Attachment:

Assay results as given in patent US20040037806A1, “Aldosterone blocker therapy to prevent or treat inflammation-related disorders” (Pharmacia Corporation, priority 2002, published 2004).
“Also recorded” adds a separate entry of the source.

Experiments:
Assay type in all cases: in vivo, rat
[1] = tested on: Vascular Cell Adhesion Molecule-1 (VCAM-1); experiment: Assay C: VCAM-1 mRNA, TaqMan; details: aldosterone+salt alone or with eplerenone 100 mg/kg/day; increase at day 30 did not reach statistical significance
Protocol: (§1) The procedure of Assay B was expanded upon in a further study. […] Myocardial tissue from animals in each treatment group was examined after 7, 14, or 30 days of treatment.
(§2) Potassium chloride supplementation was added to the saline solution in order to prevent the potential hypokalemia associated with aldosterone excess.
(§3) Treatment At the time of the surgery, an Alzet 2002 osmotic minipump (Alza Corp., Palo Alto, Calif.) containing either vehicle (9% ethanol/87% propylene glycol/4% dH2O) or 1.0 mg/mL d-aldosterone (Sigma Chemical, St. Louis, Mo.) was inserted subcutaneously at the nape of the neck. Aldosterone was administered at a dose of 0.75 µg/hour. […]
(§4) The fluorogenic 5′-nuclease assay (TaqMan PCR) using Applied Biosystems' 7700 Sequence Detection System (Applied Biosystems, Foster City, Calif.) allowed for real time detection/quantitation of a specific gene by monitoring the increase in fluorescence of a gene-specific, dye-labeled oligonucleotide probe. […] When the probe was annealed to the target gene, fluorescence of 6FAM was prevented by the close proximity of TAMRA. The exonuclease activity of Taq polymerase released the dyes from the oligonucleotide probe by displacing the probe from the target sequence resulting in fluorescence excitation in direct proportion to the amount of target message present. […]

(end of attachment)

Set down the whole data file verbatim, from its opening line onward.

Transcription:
Assay results as given in patent US20040037806A1, “Aldosterone blocker therapy to prevent or treat inflammation-related disorders” (Pharmacia Corporation, priority 2002, published 2004).
“Also recorded” adds a separate entry of the source.

Experiments:
Assay type in all cases: in vivo, rat
[1] = tested on: Vascular Cell Adhesion Molecule-1 (VCAM-1); experiment: Assay C: VCAM-1 mRNA, TaqMan; details: aldosterone+salt alone or with eplerenone 100 mg/kg/day; increase at day 30 did not reach statistical significance
Protocol: (§1) The procedure of Assay B was expanded upon in a further study. […] Myocardial tissue from animals in each treatment group was examined after 7, 14, or 30 days of treatment.
(§2) Potassium chloride supplementation was added to the saline solution in order to prevent the potential hypokalemia associated with aldosterone excess.
(§3) Treatment At the time of the surgery, an Alzet 2002 osmotic minipump (Alza Corp., Palo Alto, Calif.) containing either vehicle (9% ethanol/87% propylene glycol/4% dH2O) or 1.0 mg/mL d-aldosterone (Sigma Chemical, St. Louis, Mo.) was inserted subcutaneously at the nape of the neck. Aldosterone was administered at a dose of 0.75 µg/hour. […]
(§4) The fluorogenic 5′-nuclease assay (TaqMan PCR) using Applied Biosystems' 7700 Sequence Detection System (Applied Biosystems, Foster City, Calif.) allowed for real time detection/quantitation of a specific gene by monitoring the increase in fluorescence of a gene-specific, dye-labeled oligonucleotide probe. […] When the probe was annealed to the target gene, fluorescence of 6FAM was prevented by the close proximity of TAMRA. The exonuclease activity of Taq polymerase released the dyes from the oligonucleotide probe by displacing the probe from the target sequence resulting in fluorescence excitation in direct proportion to the amount of target message present. […]